World’s first super-microsurgical intervention with ‘robot hands’ at Maastricht UMC+
Surgeons operate on lymphatic vessels of 0.3 millimeters using Microsure surgical robot
Plastic surgeons at Maastricht UMC+ have used a robotic device to surgically treat lymphedema in a patient. This is the world’s first super-microsurgical intervention with ‘robot hands’. The surgeons used the robotic device to suture vessels of 0.3 to 0.8 millimeter in the arm of the patient. The robotic device, created by Eindhoven company Microsure, enhances the surgeon’s precision, making this type of procedure easier to perform. The patient is doing well and the surgeons are enthusiastic. The news of this extraordinary operation has been announced on 27 September, at the 26th World Congress of Lymphology, in Barcelona. Continue reading “World’s first super-microsurgical intervention with ‘robot hands’ at Maastricht UMC+”
MIR sensors in life science applications- Presented by Robert Weih, nanoplus Nanosystems and Technologies
The use of laser sources in gas sensing applications has been increasing in recent years. Tunable laser absorption spectroscopy (TLAS) has proven to be a versatile tool in a variety of sectors. In life sciences it is e. g. applied for breath gas analysis and liver function diagnosis. The mid-infrared wavelength region, especially between 3 and 6 μm, is of particularly high interest for spectroscopic sensing applications. Interband Cascade Lasers (ICLs) with continuous wave operation throughout this wavelength range serve as ideal light sources for sensor instruments.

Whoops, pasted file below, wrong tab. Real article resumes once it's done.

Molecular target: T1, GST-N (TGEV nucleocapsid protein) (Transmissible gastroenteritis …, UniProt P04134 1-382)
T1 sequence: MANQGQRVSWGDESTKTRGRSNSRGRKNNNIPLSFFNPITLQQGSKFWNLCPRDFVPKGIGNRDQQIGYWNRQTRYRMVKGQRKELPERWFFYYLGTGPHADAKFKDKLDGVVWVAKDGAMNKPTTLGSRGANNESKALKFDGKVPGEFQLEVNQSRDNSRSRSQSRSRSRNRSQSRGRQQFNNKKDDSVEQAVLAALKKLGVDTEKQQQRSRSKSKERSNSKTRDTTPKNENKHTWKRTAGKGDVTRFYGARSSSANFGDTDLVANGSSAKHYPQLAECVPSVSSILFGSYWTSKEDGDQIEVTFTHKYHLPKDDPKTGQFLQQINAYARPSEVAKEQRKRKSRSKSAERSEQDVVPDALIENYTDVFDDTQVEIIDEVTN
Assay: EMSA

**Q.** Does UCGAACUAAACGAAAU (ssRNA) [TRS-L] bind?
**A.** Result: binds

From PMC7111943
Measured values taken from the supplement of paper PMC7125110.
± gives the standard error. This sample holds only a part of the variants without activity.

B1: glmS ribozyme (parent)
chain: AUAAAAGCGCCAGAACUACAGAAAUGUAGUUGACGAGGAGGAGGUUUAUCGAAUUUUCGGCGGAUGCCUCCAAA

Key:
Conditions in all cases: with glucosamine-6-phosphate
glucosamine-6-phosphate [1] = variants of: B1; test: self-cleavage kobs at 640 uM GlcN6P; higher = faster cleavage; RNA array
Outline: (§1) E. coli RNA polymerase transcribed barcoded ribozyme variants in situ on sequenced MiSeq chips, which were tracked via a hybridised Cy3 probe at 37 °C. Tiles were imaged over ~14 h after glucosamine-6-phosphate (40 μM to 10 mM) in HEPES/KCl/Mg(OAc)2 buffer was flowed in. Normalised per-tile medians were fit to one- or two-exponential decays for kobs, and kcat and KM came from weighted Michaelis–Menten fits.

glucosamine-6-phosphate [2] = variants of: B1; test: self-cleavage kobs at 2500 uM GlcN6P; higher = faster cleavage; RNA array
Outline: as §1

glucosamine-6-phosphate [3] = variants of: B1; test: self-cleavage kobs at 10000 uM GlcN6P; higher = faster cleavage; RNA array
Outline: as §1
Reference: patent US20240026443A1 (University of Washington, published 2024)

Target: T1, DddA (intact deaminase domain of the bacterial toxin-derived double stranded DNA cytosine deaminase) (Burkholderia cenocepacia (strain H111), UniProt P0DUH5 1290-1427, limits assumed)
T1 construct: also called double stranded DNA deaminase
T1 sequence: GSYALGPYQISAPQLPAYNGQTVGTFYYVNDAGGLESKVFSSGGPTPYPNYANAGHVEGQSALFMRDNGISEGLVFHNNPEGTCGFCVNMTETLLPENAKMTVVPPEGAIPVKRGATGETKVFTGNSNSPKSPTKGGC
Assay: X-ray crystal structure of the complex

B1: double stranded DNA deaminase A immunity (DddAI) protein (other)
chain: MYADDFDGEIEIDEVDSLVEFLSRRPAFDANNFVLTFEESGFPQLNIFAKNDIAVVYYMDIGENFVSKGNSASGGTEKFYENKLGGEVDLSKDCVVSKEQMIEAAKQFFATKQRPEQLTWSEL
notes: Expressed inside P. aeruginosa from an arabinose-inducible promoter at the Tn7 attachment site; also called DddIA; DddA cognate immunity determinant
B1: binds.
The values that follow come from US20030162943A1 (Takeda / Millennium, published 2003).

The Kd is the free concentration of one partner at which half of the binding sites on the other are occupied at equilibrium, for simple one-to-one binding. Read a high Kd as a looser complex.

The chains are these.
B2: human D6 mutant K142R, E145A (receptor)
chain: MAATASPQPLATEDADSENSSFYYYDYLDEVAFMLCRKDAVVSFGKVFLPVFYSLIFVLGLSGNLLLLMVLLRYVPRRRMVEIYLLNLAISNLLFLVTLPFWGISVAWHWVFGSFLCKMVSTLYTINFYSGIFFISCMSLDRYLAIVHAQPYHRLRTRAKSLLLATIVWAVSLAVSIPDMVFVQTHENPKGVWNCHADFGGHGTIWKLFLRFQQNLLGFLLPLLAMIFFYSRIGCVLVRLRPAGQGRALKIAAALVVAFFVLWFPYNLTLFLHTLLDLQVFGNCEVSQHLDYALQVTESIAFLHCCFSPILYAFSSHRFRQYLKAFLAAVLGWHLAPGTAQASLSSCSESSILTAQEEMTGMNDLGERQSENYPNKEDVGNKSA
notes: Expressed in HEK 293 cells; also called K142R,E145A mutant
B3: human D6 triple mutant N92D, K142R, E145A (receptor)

The presentation discusses the advantages of mid-infrared instruments over commonly used systems, gives an insight into the concept and basic performance of ICLs and highlights a few application examples.
About Robert Weih Continue reading ““MIR sensors in life science applications” – Presented by Robert Weih, nanoplus Nanosystems and Technologies”
Researchers have developed a new three-drug delivery system for cancer treatment, especially metastatic melanoma, the deadliest form of skin cancer – and shown that the system may have particular value with cancers like this that often spread through the lymphatic system. Continue reading “Researchers Develop New Drug Delivery System for Cancer Treatment”
A new nanoparticle developed by University of Michigan researchers could be the key to a targeted therapy for cardiac arrhythmia, a condition that causes the heart to beat erratically and can lead to heart attack and stroke.
The disease affects more than 4 million Americans and causes more than 750,000 hospitalizations and 130,000 deaths per year in the U.S. alone. Continue reading “New Nanoparticle Developed by University of Michigan Researchers Could Be Key to Targeted Cardiac Arrhythmia Therapy”
MIT researchers are developing tiny devices made from polymer wrapped carbon nanotubes that detect insulin, nitric oxide and fibrinogen — simplifying and automating diagnostic tests. Continue reading “MIT Researchers Develop Implanted Nanotube Sensor Simplifying Diagnostic Tests”
The NSF‘s ASSIST center, based at NC State, is using nanotechnology to build clinically accurate, self-powered health monitoring technologies.The team, led by Veena Misra, is developing tiny devices harvesting energy from body heat (which creates thermal energy) and body motion (which creates mechanical energy). They can be used on various areas of the body. Continue reading “Nanotechnology Used for Building Accurate, Self-Powered Health Monitoring Technologies (Video)”
A wearable pressure sensor that is both highly sensitive and cheap to produce could aid the development of prosthetic skin, touch-on flexible displays and energy harvesting, as well as changing the way vital health signs are monitored. Continue reading “Gold shapes up as new-age sensor”
A simple, reusable glucose sensor could lead to a low-cost test for diagnosing and monitoring diabetes in clinics. The device, which consists of silver nanoparticles embedded in a hydrogel, can detect glucose in urine samples just as accurately as commercial tests. But unlike those tests, it can be used hundreds of times, and its color-change readout is easy to interpret. Continue reading “Low-cost, Reusable Glucose Sensor”